kh frame repaired

Got the broken frame repaired
Took it out for a ride, works well

frame 3.jpg

frame 2.jpg

frame one.jpg

Looks like industrial strength tic welding to me, Hans. I figure if you get another six months out of that frame you´re doing fine since IME, hard core muni (2-3 days a week) eats all aluminum frames in basically 16-24 months.

JL

Hans, all I can say is that your kh has been through a lot.

ugly, but I guess it’s better than buying a new frame. It would suck to hit your knees on the pointy things sticking out of the weld.

Now you just need to rip off those ugly udc stickers! :smiley: But wait…maybe they’ll help hold the frame together!

Ewwww plz kill me or take that frame away

To some people a frame is something which enables them to ride.

Looks beefy. :stuck_out_tongue:

I’m actually suprised that more frames, especially Muni ones, don’t come stock with small braces like that. That seems to be the weak point in every frame, and for things like trials and Muni you never put your foot there, so you can spare room for a brace. Be sure to tell us how it holds up!

The rider’s weight is also a key factor in frame, hub, and crank longevity. I would logically conclude that a rider weighing 140lbs will exert far less stress on a frame, etc, vs a 200lb rider. This also takes into consideration that both riders are subjecting their Munis to comparable terrain and riding styles, and also doing similar drops and so on.:slight_smile:

i was just thinking about how strong kh frames really are the other day

Now go get it dirty again. That frame is far too clean for a respectable muni. :smiley:

Yeah, toss it in a mud puddle, swish it around, then roll it around on some manuer, then maybe it will be “muni-worthy!”:smiley:

Intentionally rolling the muni in some manure is a little more hardcore than I’m willing to go, although I do occasionally end up rolling through the occasional horse apple or worse the occasional abandoned dog poop. Finding a mud puddle in southern California this time of year is also going to be tough. I’m willing to let it go at just not washing the muni and letting it accumulate layers of dusty dirt.

-Team Dirty Muni

lol, be sure to clean rust off, I think rust is bad for unis.

i agree.

I also agree. Except for the bit about the manure. that’s just gross. :roll_eyes:

Yes, I really don’t understand why frames are build like this (with the tube for the saddle just put on top). I have no background in engineering or welding, so what I think might be completely stupid though. But a construction like this seems to be much better.

Nice! I didn’t know Koxx One was making such a freestyle frame. A new signature model.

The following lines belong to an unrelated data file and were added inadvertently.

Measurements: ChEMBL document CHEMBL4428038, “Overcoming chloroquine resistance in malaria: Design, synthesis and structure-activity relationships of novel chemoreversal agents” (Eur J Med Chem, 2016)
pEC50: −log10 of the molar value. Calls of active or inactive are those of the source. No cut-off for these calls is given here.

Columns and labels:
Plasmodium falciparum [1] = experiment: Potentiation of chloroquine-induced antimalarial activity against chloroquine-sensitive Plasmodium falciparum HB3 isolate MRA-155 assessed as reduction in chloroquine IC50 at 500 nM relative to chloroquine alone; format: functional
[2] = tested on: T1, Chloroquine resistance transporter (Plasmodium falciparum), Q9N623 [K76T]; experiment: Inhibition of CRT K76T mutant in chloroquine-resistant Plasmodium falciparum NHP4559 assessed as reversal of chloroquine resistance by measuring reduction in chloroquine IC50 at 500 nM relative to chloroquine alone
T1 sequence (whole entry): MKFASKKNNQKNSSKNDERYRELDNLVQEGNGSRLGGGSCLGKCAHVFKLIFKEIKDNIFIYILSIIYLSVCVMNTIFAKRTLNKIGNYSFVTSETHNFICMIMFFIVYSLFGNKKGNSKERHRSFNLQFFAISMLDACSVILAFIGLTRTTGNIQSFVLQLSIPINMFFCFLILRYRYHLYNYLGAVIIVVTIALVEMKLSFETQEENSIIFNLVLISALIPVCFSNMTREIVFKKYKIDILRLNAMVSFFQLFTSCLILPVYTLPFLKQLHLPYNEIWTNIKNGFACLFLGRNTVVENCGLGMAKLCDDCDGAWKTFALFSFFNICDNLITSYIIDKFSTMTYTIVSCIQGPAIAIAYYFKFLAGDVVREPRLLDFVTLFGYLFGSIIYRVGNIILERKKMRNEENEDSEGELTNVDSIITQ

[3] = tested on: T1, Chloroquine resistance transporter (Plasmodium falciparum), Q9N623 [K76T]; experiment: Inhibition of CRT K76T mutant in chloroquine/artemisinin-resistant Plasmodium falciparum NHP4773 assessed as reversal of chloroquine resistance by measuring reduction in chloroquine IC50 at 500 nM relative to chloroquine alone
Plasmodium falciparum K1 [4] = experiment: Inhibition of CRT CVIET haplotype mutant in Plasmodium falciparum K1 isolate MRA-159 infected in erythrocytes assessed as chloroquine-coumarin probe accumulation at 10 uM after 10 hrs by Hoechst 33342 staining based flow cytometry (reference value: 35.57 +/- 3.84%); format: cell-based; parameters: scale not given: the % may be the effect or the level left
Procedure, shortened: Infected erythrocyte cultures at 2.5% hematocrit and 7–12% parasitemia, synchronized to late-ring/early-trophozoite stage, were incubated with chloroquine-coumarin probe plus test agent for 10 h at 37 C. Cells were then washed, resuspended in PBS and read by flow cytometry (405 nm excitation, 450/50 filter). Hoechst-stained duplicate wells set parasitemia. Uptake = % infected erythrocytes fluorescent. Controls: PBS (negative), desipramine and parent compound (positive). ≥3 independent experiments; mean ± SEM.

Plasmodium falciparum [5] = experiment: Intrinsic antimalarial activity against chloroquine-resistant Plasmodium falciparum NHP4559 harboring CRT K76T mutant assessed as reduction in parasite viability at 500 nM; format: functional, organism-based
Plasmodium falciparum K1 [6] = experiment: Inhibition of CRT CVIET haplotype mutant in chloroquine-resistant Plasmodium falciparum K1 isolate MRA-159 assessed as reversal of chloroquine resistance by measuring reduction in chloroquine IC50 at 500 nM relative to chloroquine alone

It actually looks a lot like a DM Ringmaster Advanced in the way the frame is constructed. Similar in the way the tubing fits together and is welded.

DM is no longer in business making unicycles so it is really nice to have Koxx One making (what I assume to be) similar quality freestyle frames.

Anyways, design goals and materials are going to play a big role in what makes for a practical frame design. An aluminum frame aiming for low weight isn’t going to do well with the DM style or new Koxx One Signature style frame. Too many welds. It would be heavier.

There are other ways to improve the strength of the aluminum frames. Tubing that is thicker (greater wall thickness) where the welds are is one way. Better tolerances in how the tubes are cut and how they fit together before welding. Choice of alloy for the frame tubes. A change in heat treatment. And other changes can be done to improve strength, but it will be at the expense of weight and/or cost. The engineering challenge is finding the right balance between low weight and high strength and cost. Don’t want to overbuild or underbuild.

oh man… that frame looks hot :sunglasses: both the kh one and the new signature koxx one frame

OK you all, thanks for all the comments
I’ll be out gettting it as filthy as possible asap, so it can look respectable when riding the trails

I do think the frames tend to break from the amount of riding that is done on it (and the weight of the rider, I am right at 200)
The metal can only take so much flexing then it get metal fatigue and gives out

I had my wilder frame fixed 4 times before I gave up on it

Have a good weekend
Hans

I welded that frame back up. A few things I noticed in the proccess…

It welded nothing like 7000 series aluminum, and didn’t grind like anything special. 7000 series aluminum is hell to file, cut, and weld compared to run of the mill 6061, etc. I would bet good money that whomever makes this frame in Taiwan has decided to cut costs with alower grade alloy (note, that means lower welding costs, as well). Still, 7000 series al wouldn’t really improve things, since it fatigues faster than 6061.

The frame did not break at the weld, it broke ABOVE the weld. This means that Koxx freestyle design is useless, since the welds are more than adaquate. The aluminum of the seattube itself is the weak point. If the welds break on any frame, that is grounds to claim a manufacturing defect and ask for a warrantied replacement, IMO. A proper weld in a tubular frame context is almost always stronger than the parent metal.

Welding destroys the heat treatment of the parent metal, which is critical in aluminum. I am curious as to how long this thing will last.

The points ground into the gussets are for 1-f riding, etc. I doubt they will grab your knees. No big deal to file them off if they do, though.

Good luck with the frame Hans. Glad I could help.

Max, people like you are what make the internet suck.